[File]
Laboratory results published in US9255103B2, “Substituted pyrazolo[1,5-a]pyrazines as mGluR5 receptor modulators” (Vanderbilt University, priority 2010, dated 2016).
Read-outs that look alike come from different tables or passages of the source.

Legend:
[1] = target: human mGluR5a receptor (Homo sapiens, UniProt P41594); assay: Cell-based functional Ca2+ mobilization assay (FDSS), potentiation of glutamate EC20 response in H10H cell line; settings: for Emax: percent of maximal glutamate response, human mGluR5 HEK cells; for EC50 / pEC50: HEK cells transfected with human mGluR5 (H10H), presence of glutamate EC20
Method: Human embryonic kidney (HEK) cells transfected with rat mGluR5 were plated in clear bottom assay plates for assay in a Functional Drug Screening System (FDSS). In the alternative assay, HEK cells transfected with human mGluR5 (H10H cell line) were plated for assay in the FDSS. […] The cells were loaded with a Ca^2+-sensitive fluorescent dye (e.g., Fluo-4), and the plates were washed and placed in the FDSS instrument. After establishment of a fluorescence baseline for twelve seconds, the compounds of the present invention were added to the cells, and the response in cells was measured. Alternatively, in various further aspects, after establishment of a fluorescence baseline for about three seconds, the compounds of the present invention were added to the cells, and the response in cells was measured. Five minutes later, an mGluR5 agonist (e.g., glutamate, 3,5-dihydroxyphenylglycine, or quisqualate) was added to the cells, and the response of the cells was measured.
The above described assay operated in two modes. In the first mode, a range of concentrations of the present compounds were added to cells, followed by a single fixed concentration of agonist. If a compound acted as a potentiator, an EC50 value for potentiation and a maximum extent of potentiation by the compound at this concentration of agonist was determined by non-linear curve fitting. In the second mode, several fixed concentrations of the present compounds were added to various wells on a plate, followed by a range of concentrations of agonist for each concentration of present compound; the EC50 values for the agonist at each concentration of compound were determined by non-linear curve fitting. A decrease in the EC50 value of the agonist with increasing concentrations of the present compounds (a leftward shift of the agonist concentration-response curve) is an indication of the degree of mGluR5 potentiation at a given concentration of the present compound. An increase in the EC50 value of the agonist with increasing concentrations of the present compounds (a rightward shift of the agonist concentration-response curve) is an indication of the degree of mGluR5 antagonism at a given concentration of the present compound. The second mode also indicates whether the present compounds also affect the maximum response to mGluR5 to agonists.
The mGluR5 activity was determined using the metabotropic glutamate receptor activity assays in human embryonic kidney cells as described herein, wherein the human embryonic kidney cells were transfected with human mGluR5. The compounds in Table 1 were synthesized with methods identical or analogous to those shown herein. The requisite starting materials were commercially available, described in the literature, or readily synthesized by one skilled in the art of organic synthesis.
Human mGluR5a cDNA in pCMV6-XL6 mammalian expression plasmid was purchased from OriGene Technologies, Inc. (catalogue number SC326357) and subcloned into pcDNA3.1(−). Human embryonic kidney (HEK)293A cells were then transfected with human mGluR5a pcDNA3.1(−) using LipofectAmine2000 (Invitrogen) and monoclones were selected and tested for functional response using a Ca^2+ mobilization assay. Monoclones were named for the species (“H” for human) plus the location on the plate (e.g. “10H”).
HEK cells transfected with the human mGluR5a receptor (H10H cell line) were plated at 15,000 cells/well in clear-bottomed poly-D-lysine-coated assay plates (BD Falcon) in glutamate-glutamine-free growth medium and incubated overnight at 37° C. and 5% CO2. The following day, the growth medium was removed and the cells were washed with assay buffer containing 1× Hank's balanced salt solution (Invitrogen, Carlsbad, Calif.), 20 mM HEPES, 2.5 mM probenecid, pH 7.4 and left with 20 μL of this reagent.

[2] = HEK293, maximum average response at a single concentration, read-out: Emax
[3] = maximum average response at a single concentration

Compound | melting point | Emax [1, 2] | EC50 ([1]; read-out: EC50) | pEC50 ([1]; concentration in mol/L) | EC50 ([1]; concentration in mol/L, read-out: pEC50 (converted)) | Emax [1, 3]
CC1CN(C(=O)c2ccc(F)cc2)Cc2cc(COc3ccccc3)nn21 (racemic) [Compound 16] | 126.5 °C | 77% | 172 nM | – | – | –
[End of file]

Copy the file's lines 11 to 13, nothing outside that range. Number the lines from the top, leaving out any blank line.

[3] = maximum average response at a single concentration

Compound | melting point | Emax [1, 2] | EC50 ([1]; read-out: EC50) | pEC50 ([1]; concentration in mol/L) | EC50 ([1]; concentration in mol/L, read-out: pEC50 (converted)) | Emax [1, 3]
CC1CN(C(=O)c2ccc(F)cc2)Cc2cc(COc3ccccc3)nn21 (racemic) [Compound 16] | 126.5 °C | 77% | 172 nM | – | – | –